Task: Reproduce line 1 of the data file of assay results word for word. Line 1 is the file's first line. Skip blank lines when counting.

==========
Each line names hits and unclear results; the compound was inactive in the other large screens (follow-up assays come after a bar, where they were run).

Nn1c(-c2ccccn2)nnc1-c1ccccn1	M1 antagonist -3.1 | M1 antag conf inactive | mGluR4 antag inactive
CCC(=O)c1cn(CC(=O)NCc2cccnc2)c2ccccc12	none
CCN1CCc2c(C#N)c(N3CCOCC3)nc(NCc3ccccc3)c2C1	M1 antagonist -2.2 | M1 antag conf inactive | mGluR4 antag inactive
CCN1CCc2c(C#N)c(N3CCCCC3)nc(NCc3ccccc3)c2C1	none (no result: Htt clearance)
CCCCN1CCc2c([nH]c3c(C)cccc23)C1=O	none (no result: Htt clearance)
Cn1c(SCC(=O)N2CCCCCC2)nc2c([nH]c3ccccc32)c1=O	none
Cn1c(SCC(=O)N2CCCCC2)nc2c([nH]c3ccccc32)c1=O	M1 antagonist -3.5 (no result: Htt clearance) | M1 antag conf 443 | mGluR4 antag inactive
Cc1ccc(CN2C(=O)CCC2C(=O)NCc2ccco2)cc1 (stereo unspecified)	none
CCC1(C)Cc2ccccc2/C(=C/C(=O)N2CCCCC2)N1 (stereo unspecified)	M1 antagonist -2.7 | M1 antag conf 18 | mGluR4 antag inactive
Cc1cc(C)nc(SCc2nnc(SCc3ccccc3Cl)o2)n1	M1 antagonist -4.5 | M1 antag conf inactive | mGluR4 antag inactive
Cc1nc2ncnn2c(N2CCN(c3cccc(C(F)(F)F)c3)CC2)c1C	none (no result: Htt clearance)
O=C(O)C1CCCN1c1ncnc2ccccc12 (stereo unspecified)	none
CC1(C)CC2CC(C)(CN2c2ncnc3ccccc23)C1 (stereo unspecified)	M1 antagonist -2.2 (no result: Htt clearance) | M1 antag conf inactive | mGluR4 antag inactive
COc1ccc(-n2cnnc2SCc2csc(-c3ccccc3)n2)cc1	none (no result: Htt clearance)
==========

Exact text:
Each line names hits and unclear results; the compound was inactive in the other large screens (follow-up assays come after a bar, where they were run).